It is critical internal communications are sustained internally during a disaster so employees know what is expected of them. If an incident such as a tornado destroys communication lines, it’s important to determine other means of communicating both internally and externally.
Alternate Recovery Sites
Alternate recovery sites are significant to the disaster recovery plan as they give organizations a backup to maintain operations and minimize downtime (or no downtime at all) in the event of a disaster. An organization may require temporary facilities where data can be restored to servers, and business functions can resume. Without this type of facility, the organization would be forced to relocate and replace equipment before normal operations could resume. This can demand extensive use of resources, including labor, time and finance, and could result in the organization no longer being an economically viable entity.
With the availability of an alternate recovery site, an organization can restart its business operations when the primary site is rendered unsound by the disaster. There are many options for alternative recovery sites, but the four most commonly used in disaster recovery planning are: cold sites, warm sites, hot sites, and mobile sites. When determining the appropriate location for these sites, it’s important they’re located in a different area. If the alternate site is within close proximity of the primary site, it’s vulnerable to the same disaster.
Documentation for the Disaster Recovery Plan
The disaster recovery plan should be fully documented and proper training should be given to all members who will be involved in the disaster recovery effort. When developing a training plan, the DRP team should think about orientation training for new employees, training for members taking on a new role in the disaster recovery plan, occasional reviews of the plan for all team members, and refresher training for all other employees.
Testing and Maintenance for the Disaster Recovery Plan
The disaster recovery plan should also be tested on occasion to check for any flaws and make sure that the plan’s applications are sound and in step with the evolving needs of the organization. The types of tests that can be run will vary according to the level of recovery facility (cold, warm, etc.) available to the organization. The five main tests that should be conducted are the following:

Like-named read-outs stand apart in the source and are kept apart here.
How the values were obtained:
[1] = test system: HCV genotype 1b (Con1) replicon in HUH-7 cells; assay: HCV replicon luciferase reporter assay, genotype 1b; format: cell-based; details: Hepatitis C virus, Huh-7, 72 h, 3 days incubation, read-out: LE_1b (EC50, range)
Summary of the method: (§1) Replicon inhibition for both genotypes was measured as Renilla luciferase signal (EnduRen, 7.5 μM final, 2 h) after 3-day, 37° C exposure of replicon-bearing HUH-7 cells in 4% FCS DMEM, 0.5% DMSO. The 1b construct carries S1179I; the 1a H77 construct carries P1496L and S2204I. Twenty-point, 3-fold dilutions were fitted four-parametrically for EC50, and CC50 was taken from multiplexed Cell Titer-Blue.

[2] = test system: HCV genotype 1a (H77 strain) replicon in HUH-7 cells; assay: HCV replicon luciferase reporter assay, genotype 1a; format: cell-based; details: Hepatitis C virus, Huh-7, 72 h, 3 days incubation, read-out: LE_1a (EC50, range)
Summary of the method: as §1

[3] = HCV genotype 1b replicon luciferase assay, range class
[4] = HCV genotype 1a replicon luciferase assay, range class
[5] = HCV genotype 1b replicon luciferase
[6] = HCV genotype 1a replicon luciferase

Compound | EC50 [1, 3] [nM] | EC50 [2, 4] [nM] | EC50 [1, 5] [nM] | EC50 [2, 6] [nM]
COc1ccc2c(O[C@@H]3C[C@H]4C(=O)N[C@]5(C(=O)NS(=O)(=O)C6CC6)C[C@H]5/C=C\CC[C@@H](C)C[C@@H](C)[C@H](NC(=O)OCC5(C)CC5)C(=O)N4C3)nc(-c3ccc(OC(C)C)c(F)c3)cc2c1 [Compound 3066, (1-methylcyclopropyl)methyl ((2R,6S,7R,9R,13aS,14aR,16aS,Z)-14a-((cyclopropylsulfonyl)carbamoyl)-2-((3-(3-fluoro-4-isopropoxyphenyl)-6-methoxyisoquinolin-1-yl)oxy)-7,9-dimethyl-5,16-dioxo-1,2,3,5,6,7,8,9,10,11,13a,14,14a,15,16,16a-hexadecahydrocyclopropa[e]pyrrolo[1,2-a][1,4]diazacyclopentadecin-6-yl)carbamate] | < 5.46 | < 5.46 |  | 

- The checklist test is the delivery of copies of the disaster recovery checklists to the DRP team, and also key personnel for review. This ensures that key personnel are informed of their responsibilities and review the information on a periodic basis. It also allows for spot checking of any erroneous or obsolete information, and revise items that require updating due to changes within the organization. It allows for the identification of situations in which key personnel have left the organization and need to be replaced. In these situations, the disaster recovery responsibilities assigned to those employees should be reassigned.
- The structured walk-through involves role-play by the DRP team of a disaster scenario. The test moderator tests a specific scenario and presents the details to the team at the time of the test. The DRP team members then review copies of the disaster recovery plan and discuss the appropriate responses or any problematic areas with that particular type of disaster.
- The simulation test is similar to the structured walk-through. Here the DRP team members are given a test scenario and asked to come up with an appropriate response. These response methods are then tested for efficiency. This may involve the scheduling around non-critical business activities and the use of some operational personnel.
- The parallel test entails relocation of key personnel to the alternate recovery site and the activation of site activation procedures. During this test, the operations at the main facility are not interrupted.
- The full-interruption test is similar to parallel tests, but operations at the primary site are shut down and transferred to the recovery site.